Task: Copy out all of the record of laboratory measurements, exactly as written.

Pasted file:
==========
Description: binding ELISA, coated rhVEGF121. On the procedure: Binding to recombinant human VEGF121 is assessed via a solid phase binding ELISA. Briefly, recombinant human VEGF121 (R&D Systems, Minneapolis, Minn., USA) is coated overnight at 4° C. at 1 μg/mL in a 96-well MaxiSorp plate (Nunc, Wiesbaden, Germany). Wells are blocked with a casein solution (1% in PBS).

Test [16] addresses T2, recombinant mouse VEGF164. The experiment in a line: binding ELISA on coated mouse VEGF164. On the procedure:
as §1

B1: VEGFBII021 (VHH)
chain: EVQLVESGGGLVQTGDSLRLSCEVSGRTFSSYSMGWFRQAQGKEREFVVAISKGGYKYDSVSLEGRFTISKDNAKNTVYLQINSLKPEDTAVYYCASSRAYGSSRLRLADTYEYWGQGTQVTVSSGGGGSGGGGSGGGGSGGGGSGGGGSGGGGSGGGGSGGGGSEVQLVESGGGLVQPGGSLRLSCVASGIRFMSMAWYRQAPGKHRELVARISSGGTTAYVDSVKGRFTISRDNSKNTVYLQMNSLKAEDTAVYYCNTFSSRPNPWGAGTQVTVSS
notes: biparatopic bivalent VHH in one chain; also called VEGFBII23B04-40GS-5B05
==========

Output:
Description: binding ELISA, coated rhVEGF121. On the procedure: Binding to recombinant human VEGF121 is assessed via a solid phase binding ELISA. Briefly, recombinant human VEGF121 (R&D Systems, Minneapolis, Minn., USA) is coated overnight at 4° C. at 1 μg/mL in a 96-well MaxiSorp plate (Nunc, Wiesbaden, Germany). Wells are blocked with a casein solution (1% in PBS).

Test [16] addresses T2, recombinant mouse VEGF164. The experiment in a line: binding ELISA on coated mouse VEGF164. On the procedure:
as §1

B1: VEGFBII021 (VHH)
chain: EVQLVESGGGLVQTGDSLRLSCEVSGRTFSSYSMGWFRQAQGKEREFVVAISKGGYKYDSVSLEGRFTISKDNAKNTVYLQINSLKPEDTAVYYCASSRAYGSSRLRLADTYEYWGQGTQVTVSSGGGGSGGGGSGGGGSGGGGSGGGGSGGGGSGGGGSGGGGSEVQLVESGGGLVQPGGSLRLSCVASGIRFMSMAWYRQAPGKHRELVARISSGGTTAYVDSVKGRFTISRDNSKNTVYLQMNSLKAEDTAVYYCNTFSSRPNPWGAGTQVTVSS
notes: biparatopic bivalent VHH in one chain; also called VEGFBII23B04-40GS-5B05